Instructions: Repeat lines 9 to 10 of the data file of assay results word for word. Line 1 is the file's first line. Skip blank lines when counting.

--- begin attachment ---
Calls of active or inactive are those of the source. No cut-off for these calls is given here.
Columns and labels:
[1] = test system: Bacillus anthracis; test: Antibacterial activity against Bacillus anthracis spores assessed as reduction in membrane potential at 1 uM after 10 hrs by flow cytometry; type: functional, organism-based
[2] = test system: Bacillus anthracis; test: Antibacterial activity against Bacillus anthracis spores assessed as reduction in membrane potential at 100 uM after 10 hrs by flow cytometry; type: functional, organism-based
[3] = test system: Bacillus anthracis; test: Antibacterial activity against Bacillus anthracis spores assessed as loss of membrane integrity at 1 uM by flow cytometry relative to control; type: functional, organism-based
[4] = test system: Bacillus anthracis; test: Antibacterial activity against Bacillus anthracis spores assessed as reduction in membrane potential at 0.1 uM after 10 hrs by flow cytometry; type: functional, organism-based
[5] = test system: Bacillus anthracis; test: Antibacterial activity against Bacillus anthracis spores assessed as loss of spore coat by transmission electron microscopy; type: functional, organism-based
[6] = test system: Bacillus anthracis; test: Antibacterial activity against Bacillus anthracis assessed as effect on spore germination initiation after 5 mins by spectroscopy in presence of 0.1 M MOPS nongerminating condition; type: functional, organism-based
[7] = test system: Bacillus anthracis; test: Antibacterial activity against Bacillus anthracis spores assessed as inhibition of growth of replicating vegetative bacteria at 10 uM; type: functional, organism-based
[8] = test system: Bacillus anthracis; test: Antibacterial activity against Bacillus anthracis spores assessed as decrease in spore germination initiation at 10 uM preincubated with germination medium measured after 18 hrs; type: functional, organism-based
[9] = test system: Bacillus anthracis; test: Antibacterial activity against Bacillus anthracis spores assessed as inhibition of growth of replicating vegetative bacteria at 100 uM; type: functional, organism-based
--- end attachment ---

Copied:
[7] = test system: Bacillus anthracis; test: Antibacterial activity against Bacillus anthracis spores assessed as inhibition of growth of replicating vegetative bacteria at 10 uM; type: functional, organism-based
[8] = test system: Bacillus anthracis; test: Antibacterial activity against Bacillus anthracis spores assessed as decrease in spore germination initiation at 10 uM preincubated with germination medium measured after 18 hrs; type: functional, organism-based